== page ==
Posted 09-04-2004 at 13:51:41
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I was thinking... about the word OK....
wORD OF THE WEEK
OK's origins1 were long a subject of heated debate, with claims ranging from "only kissing" to "Orrin Kendall" (crackers). After 20 years or so of research, Columbia University professor Allen Walker Read finally traced OK to an 1839 article in the Boston Morning Post. Apparently, it was a cutesy acronym of the tongue-in-cheek or erroneous spelling "oll korrect" for "all correct." The acronym was picked up for Martin Van Buren's 1840 presidential campaign--giving it the additional meaning of "Old Kinderhook." (President Van Buren hailed from Kinderhook, New York.)
OK is considered to be the most widely understood American expression in the world.1
But is it OK to use OK? (and is it OK, O.K., okay, or okey?)
It is all right (by the way, many grammarians consider "alright" to be all wrong) to use OK in informal speech or writing. However, the expression is considered casual, or conversational, and (like contractions) it should not be used in formal writing.
OK is recognized and used worldwide in all of its various forms: OK (20,000 Usenet documents in AltaVista--some for Oklahoma), O.K. (5000 ), okay (8000), okey (500), oke (200--some parts of names or products, but some definitely instead of OK), and okeh (97). The third edition of the American Heritage Dictionary of the English Language and Merriam Webster's Collegiate Dictionary--Tenth Edition list the form OK first.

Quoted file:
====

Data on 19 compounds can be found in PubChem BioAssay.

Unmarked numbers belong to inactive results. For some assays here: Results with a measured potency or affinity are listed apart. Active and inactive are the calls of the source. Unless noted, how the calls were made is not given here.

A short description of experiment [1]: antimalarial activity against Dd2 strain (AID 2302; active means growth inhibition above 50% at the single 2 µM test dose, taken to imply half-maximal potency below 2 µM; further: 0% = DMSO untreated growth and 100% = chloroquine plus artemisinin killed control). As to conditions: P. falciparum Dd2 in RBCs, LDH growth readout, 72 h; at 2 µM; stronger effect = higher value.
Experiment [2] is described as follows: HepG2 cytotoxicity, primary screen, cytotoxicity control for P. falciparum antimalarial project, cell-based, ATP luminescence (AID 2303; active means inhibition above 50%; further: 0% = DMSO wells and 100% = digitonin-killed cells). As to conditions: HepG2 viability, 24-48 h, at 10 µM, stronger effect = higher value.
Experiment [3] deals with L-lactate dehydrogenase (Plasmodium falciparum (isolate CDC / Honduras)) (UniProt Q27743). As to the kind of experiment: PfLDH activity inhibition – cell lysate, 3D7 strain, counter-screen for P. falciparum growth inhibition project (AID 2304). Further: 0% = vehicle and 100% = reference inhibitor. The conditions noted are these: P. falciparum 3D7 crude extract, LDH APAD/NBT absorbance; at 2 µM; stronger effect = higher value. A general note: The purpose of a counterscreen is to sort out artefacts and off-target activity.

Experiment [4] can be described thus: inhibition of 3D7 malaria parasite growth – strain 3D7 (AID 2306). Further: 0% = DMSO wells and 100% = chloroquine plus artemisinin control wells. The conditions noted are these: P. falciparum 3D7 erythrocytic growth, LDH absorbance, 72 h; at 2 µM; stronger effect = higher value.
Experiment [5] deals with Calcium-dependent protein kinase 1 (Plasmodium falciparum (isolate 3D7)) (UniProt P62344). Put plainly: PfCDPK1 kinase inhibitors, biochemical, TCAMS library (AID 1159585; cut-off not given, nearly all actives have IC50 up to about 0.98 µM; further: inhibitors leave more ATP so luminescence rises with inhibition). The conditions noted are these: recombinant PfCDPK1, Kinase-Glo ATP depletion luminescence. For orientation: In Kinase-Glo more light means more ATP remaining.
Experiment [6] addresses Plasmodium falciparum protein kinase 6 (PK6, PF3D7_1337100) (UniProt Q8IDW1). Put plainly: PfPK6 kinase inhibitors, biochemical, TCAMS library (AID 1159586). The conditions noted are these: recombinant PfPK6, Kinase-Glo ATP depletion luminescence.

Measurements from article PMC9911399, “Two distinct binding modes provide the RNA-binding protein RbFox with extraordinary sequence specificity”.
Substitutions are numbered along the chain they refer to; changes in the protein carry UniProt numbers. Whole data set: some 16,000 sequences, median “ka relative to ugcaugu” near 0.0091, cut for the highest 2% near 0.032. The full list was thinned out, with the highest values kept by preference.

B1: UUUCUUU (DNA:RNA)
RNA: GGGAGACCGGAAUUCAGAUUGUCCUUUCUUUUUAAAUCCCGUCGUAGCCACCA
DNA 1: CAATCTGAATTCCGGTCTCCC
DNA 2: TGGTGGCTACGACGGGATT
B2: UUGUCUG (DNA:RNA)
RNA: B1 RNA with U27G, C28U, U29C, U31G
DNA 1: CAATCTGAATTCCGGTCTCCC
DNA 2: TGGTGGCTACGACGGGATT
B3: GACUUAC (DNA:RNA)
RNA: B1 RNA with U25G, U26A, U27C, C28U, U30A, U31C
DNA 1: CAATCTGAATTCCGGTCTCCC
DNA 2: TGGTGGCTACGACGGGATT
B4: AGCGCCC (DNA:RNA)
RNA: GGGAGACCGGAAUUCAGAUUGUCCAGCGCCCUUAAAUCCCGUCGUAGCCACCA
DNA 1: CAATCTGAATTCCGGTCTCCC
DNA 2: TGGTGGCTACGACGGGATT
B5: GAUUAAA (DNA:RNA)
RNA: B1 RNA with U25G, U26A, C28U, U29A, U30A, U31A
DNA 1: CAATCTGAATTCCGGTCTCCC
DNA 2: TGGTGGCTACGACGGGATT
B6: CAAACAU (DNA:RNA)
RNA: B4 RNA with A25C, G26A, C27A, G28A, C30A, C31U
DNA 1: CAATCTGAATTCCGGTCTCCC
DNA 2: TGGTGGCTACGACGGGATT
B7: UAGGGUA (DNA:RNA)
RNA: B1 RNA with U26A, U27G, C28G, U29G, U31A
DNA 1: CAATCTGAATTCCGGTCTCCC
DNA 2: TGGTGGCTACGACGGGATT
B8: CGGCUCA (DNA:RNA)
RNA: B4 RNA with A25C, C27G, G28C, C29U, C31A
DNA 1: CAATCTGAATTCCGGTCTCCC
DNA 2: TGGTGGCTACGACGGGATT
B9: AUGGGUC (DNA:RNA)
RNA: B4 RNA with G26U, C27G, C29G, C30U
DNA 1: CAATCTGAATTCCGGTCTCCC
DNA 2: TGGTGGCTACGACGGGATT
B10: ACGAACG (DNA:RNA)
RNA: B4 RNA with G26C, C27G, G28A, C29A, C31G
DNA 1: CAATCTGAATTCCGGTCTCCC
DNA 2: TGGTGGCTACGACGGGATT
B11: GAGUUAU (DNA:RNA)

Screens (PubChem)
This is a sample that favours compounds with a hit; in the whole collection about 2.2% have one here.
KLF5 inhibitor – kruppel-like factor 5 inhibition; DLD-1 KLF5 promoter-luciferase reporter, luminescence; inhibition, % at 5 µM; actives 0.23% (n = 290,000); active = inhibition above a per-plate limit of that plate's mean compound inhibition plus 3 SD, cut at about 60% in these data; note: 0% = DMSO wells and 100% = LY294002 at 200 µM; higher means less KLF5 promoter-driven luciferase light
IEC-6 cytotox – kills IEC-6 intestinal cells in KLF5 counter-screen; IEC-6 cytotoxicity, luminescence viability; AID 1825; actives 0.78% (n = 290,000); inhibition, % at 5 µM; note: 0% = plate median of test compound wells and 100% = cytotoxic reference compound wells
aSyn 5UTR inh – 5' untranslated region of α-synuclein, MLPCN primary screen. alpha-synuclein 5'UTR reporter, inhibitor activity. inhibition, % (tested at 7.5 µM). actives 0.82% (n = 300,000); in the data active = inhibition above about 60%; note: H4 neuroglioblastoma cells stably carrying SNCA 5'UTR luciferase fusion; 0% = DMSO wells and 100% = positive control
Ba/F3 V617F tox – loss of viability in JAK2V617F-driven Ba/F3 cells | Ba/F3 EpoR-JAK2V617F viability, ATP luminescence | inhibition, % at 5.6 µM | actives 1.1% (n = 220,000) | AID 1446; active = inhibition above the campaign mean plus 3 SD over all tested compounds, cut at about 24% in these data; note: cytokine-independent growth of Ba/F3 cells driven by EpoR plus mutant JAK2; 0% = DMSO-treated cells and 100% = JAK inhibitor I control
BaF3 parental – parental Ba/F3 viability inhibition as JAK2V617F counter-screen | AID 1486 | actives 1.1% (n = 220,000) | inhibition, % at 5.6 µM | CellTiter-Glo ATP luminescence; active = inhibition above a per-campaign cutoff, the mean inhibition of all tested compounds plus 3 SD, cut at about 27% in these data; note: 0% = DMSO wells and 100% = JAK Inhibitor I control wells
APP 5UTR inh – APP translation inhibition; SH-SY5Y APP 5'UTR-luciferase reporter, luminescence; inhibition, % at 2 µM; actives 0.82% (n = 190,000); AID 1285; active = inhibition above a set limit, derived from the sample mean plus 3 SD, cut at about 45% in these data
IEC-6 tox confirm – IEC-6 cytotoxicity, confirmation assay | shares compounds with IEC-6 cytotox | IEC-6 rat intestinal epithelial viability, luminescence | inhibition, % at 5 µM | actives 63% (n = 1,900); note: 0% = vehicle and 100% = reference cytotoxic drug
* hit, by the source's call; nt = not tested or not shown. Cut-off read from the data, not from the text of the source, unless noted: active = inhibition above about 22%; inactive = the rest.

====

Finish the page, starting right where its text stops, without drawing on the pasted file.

OK is used as
a verb meaning "approve"
Would you OK my vacation request?
an adverb or adjective meaning "all right"
She'll manage OK on her own.
The movie was OK.
a noun meaning "approval" or "agreement"
The reviewers gave their OK to his submission.
and an interjection meaning "all right" or "yes"
OK, where were we?
(often used to introduce a point of contention meaning "I accept what you've said to a certain extent")
OK, but have you considered . . .
So, go ahead and use OK, but not in your report, presentation, or journal article, okeydokey?
By the way, okeydokey (or okeydoke) is a derivative of OK, as is A-OK, which was often heard before and during early U.S. spaceflights.
1Bryson, B.: Made in America--An Informal History of the English Language in the United States. William Morrow and Company, Inc., New York, 1994, pp. 71-72, 205.